Blasts Hit Afghanistan School, Claiming Lives Of Students

A blast hit an Afghanistan school in the capitol of Kabul, claiming multiple lives, including schoolchildren.

By Rick Gonzales | Published

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A series of deadly blasts in the Afghanistan capital of Kabul took the lives of at least six people, among them children, while wounding at least 17 others. The deadly explosions took place inside the entrance of the Abdul Rahim Shahid High School and close to the Mumtaz Education Center which is located a few kilometers away from the school. There were no reports of any casualties at the education center.

While no one group has claimed responsibility for the deadly blasts, it is an area that has been targeted in the past by Afghanistan’s ISIL group. The high school is located in the Dasht-e-Barchi neighborhood which is filled with Shia Muslims. ISIL considers Shia Muslims heretics.

The first explosion that rocked the Afghanistan high school took place just as students were leaving their morning classes. The school can hold upwards of 1,000 students, though it wasn’t clear just how many kids were attending school that day. One student wounded in the deadly blasts said via Aljazeera, “We were leaving school and had just stepped out from the rear gate when the explosion occurred.”


It was when rescue workers arrived to help clear the area and move the survivors to safety that the second explosion happened. “Some of our friends have lost hands, while some were covered in blood,” claimed a student at the school. “There were pieces of broken glass and pools of blood … My whole body was shaking.”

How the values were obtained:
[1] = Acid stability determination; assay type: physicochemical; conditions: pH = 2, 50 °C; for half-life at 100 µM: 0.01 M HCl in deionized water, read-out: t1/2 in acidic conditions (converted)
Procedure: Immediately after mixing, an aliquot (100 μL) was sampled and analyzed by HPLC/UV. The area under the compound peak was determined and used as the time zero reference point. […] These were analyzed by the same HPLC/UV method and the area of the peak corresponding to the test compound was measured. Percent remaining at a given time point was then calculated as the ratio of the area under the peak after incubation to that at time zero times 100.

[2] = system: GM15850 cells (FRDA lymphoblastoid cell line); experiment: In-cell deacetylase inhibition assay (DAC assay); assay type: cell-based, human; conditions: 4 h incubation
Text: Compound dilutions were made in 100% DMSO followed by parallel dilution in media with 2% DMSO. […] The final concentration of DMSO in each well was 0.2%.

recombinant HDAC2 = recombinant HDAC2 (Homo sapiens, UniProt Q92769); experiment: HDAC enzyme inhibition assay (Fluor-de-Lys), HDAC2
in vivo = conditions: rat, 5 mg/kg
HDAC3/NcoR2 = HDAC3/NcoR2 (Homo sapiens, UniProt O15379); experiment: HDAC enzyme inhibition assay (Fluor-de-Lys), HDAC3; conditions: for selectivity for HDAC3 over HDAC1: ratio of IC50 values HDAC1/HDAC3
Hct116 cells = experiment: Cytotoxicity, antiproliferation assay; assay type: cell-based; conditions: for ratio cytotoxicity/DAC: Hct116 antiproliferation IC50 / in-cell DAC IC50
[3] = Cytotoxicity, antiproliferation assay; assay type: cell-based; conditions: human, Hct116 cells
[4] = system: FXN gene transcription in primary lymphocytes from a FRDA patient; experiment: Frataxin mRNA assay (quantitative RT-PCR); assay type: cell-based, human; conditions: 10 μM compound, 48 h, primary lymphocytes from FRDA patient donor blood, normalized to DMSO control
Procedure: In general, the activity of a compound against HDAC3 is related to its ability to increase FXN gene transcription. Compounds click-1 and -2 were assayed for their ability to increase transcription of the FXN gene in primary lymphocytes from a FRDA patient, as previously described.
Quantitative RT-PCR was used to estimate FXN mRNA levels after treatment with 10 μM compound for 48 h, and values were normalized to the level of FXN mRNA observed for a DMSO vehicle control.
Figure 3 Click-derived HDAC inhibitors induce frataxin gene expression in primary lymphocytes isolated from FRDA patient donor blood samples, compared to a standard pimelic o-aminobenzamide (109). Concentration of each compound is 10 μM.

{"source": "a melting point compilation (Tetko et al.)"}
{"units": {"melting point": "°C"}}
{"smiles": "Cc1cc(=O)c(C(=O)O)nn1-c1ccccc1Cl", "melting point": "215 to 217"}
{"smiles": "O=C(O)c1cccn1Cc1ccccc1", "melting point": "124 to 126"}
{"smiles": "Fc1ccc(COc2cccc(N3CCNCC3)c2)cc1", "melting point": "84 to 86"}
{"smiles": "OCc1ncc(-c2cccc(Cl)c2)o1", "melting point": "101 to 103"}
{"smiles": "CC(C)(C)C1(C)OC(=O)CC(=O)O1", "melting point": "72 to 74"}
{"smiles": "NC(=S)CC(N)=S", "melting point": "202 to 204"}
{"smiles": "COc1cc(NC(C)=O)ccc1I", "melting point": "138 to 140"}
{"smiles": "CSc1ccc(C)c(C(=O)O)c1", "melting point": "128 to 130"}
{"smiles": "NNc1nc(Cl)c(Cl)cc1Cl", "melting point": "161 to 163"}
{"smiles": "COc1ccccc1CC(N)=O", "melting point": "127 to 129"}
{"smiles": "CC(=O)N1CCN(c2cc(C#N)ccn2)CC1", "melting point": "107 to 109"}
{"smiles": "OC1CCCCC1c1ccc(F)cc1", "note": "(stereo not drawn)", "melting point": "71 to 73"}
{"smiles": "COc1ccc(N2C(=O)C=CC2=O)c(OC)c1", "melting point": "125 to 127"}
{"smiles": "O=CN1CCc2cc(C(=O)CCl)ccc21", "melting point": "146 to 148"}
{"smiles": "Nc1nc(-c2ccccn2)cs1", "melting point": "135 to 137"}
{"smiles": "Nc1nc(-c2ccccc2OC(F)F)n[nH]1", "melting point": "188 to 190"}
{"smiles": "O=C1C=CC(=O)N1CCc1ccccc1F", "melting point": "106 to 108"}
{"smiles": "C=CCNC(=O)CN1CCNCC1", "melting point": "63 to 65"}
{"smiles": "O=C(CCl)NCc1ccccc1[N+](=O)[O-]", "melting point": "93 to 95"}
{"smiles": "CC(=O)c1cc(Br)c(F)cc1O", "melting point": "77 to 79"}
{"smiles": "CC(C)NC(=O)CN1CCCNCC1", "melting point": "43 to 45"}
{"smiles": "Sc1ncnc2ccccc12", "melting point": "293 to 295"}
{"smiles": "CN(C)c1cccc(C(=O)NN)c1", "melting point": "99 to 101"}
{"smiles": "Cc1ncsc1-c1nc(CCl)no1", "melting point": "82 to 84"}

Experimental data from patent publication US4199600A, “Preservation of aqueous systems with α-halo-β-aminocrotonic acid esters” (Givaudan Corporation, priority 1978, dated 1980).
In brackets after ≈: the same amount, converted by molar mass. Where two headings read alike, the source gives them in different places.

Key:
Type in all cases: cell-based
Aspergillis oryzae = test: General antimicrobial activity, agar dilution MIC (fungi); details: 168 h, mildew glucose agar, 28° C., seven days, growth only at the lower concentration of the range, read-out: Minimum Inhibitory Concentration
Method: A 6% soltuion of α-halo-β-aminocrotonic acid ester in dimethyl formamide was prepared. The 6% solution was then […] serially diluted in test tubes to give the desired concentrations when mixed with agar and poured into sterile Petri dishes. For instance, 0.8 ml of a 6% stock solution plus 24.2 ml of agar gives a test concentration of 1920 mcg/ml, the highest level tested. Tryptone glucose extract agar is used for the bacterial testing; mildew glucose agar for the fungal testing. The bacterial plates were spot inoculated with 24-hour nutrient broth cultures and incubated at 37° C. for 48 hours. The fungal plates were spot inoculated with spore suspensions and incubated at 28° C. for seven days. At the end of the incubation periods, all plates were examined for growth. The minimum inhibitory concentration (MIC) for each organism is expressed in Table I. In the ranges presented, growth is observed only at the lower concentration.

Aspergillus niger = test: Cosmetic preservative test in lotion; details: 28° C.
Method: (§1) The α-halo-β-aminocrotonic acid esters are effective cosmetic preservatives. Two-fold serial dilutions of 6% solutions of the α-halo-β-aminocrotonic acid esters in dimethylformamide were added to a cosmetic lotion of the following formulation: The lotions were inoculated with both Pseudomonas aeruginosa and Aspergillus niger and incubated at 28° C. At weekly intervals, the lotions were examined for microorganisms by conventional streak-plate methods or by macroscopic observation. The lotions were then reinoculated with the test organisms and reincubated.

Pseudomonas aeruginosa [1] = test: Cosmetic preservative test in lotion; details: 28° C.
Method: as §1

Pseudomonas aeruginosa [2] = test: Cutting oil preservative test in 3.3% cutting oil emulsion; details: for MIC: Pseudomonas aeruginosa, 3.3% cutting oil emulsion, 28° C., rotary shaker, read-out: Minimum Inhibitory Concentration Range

United Nations Assistance Mission in Afghanistan immediately condemned the grotesque attack saying in part in a tweet, “UNAMA unequivocally condemns heinous attack on schools in #Kabul today. Those responsible for the crime targeting schools & children must be brought to justice.” In that same tweet, U.N. envoy Deborah Lyons offered her condolences to the families of the victims and wished a speedy recovery to those wounded in the blasts.

As the wounded made their way to the nearby hospitals, Taliban fighters were seen fighting off families of the Afghanistan high school students who were there searching for their children or any information they could get. A number of times women cried out in despair as they scanned the pictures of the known victims. Many others were left to sit and wait for further news and bodies.

The Shia Muslims, historically, is one of Afghanistan’s most discriminated ethnic groups. They have been victims of constant violence, although that had subsided over the winter months. Chris Nyamandi, director for the humanitarian group Save the Children’s Afghanistan Country condemned the violence and said in a statement, “Save the Children is outraged and strongly condemns the reported attack on a high school today in Kabul. We’re deeply saddened about reports that children have been injured, and possibly killed, in the blasts.”

According to one unnamed official at the Afghanistan high school explosion site, the explosive devices were hidden inside backpacks left at the school. One was set inside the school gates and one was waiting for them on the outside. Both did horrific damage.

Since the United States’ abrupt departure from the Afghanistan region, the Taliban has resumed control. They say they have fully secured the country since assuming power but they have found ISIL to be a thorn in their side. ISIL has since claimed a number of deadly attacks.

Nearly one year ago, at least 85 people were killed in the same Dasht-e-Barchi neighborhood when three bombs exploded. Most of those killed and injured were female students at a secondary school. These explosions were from a car bomb and two improvised explosive devices (IEDs).

The tragic deaths at the Afghanistan high school are just another sad, violent episode that haunts the region. Just recently, Pakistani military airstrikes hit Khost and Kunar in eastern Afghanistan. The damage included 47 civilians who died, most being women and children.

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